ESPN network personality Stephen A. Smith admitted on Friday that he wanted co-host Max Kellerman off of the “First Take” program.
After five years, Kellerman left the show on Sept. 1. He starts his own ESPN show on Sept. 14 and will host a morning talk show on ESPN radio.
Max’s last day. pic.twitter.com/bpa9RxNfKh— Stephen A Smith (@stephenasmith) September 1, 2021
Deadline reported Smith’s comments on Friday. Smith told Hot97 Radio that the relationship “was not a great partnership anymore and that was something that needed to change.”
According to the website, Smith attributed the move to ESPN. At the same time, Smith gave his input into the decision to make the change.
“First Take” is one of the highest-rated ESPN shows, although its audience has dwindled since Skip Bayless left for Fox in 2016.
Stephen A. Smith Gets Paid
The 53-year-old Smith, who started in newspapers before making it with ESPN, is currently the network’s top-paid personality. The New York Post reported in July that Smith earns $12 million a year from ESPN. Smith’s contract calls for $8 million a year, with an additional $4 million coming in a yearly production contract.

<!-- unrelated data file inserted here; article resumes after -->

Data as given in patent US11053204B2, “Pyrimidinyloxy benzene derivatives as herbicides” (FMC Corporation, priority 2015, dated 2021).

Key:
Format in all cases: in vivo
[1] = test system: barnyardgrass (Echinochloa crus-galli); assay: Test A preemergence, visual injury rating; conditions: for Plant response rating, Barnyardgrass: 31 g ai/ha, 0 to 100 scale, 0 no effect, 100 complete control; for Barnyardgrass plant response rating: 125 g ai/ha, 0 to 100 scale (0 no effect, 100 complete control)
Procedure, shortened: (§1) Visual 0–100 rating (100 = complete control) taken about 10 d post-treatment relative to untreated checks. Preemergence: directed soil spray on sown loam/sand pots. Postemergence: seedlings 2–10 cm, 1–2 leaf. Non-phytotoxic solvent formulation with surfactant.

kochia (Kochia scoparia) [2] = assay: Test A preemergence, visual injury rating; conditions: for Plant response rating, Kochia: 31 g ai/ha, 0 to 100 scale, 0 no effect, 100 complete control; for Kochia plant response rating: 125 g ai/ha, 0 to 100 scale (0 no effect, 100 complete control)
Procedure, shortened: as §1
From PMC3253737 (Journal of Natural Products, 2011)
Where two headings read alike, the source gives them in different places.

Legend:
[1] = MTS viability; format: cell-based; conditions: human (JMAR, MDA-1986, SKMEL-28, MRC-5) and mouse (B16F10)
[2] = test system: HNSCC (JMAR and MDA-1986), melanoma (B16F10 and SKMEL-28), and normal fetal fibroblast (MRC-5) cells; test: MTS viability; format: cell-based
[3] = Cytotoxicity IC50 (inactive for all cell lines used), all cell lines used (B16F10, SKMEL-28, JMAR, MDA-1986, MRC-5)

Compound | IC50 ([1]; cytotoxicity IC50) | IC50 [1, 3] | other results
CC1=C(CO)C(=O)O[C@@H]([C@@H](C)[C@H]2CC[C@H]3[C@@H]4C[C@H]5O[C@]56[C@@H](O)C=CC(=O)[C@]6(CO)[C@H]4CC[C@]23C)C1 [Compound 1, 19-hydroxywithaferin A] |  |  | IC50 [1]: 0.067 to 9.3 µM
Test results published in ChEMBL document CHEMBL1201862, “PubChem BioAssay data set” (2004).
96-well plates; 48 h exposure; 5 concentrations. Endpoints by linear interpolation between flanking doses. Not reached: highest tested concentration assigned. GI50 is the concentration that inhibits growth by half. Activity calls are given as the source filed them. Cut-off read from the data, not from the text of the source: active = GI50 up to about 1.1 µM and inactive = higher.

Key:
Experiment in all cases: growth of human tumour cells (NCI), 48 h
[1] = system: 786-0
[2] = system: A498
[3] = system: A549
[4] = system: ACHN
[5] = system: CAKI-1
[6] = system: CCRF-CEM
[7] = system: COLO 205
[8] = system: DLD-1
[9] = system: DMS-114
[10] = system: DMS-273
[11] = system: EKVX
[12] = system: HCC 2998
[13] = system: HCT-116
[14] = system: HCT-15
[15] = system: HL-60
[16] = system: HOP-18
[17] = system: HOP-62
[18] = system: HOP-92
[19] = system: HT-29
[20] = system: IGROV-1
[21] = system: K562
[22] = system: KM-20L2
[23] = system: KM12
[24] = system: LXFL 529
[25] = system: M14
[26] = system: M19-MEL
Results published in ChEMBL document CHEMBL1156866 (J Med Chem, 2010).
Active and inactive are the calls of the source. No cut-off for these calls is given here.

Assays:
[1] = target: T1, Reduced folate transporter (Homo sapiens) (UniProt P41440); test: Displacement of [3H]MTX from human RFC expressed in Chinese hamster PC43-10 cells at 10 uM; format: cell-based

According to The Sun, Kellerman takes home $1 million yearly with the network. Rumors of the host leaving the show began in August.
When asked further about the move, Smith said he was unapologetic about his position. The “First Take” host said he didn’t have any problems with Kellerman’s work ethic and talent.
The website said Smith didn’t want Kellerman to get fired and knew ESPN would find another spot for him among their vast sports resources.
Molly Qerim Rose acts as the show’s moderator, introducing discussion topics for Smith.
Longtime ESPN Guys Part Ways
Both men are longtime ESPN personalities.
The 48-year-old Kellerman started with the network’s boxing coverage and “Friday Night Fights” in the 1990s. He moved on to ESPN Radio before taking on ESPN’s afternoon coverage. He took over hosting duties for “Around The Horn” before moving on to “SportsNation.”
After Bayless left “First Take” for Fox Sports, Kellerman stepped up to co-host with Smith.
Smith, on the other hand, took a different road to ESPN. The former college basketball player had newspaper stints at The Winston-Salem (N.C.) Journal, Greensboro News and Record, New York Daily News, and Philadelphia Inquirer.
Over the next few years, Smith would bounce back and forth between ESPN, Fox Sports, radio and television.
In 2005, ESPN gave him his show, “Quite Frankly With Stephen A. Smith.” Two years later, the network canceled the show. Smith got another shot in 2012, this time with “First Take.”
Over the years, Smith has waded into controversies. His brash nature has earned him a ton of fans, but also many detractors.
“First Take” will now go through a Jeopardy!-like process for selecting a permanent host to go with Smith. Tim Tebow and Michael Irvin have taken turns this week, with more drama likely to come.